Screening US baby boomers for hepatitis C virus (HCV) infection is a cost-effective way to prevent tens of thousands of deaths in a birth cohort with the highest prevalence of HCV infection in the country, recent research suggests.
The analysis used data from the National Health and Nutrition Examination Survey, the US Census, the Kaiser Permanente Health System of Georgia, the Cleveland Clinic, and Medicare to assess cost-effectiveness of HCV screening in the US population born between 1945 and 1965.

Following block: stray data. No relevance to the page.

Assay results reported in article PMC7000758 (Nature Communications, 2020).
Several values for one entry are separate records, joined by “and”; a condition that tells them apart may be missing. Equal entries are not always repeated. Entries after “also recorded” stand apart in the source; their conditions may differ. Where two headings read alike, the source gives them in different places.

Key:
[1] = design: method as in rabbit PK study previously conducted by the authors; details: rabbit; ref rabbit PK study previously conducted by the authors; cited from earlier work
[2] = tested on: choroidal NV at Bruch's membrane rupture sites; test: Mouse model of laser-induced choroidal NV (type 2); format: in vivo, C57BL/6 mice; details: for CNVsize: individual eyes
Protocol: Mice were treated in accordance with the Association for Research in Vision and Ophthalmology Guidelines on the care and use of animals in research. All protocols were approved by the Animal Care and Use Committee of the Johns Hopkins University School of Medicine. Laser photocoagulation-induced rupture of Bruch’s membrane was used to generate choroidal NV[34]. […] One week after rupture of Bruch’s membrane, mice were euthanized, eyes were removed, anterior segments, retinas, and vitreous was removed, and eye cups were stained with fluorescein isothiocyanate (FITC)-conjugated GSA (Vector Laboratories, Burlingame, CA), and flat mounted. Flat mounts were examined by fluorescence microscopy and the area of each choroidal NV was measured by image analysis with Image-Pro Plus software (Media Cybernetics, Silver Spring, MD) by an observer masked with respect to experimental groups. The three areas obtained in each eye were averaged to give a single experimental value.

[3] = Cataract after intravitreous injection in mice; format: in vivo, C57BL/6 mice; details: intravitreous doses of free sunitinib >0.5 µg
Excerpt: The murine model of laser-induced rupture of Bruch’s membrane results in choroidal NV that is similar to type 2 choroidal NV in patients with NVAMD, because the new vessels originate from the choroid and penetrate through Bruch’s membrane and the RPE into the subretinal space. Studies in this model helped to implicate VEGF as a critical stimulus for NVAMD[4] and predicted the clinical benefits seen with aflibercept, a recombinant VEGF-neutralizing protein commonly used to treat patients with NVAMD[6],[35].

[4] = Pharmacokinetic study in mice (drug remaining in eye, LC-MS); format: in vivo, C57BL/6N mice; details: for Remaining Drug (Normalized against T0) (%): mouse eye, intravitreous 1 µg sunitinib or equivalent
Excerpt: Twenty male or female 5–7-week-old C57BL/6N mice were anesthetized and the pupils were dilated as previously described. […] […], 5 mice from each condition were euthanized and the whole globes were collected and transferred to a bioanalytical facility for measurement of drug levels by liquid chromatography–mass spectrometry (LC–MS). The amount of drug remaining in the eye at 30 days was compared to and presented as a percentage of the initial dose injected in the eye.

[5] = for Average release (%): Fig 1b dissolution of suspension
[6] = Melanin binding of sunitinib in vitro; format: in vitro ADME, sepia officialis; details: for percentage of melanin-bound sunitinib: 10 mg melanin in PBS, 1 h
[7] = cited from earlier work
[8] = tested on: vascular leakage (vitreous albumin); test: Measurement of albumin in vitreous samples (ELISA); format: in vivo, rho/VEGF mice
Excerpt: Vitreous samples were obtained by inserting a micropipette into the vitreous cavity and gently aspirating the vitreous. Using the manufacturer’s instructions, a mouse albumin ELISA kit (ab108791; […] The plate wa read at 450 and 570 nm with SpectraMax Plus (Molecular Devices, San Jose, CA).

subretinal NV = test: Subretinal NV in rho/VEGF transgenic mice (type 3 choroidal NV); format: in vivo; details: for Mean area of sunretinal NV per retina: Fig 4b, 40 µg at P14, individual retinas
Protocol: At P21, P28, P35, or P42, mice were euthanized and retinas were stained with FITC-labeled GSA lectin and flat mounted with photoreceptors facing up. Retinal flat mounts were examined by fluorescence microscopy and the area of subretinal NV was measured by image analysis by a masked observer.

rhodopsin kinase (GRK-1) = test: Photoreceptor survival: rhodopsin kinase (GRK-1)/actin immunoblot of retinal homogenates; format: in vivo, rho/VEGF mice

Voelker R. Birth Cohort Screening May Help Find Hepatitis C Cases. JAMA. 2012;307(12):1242. doi:10.1001/jama.2012.337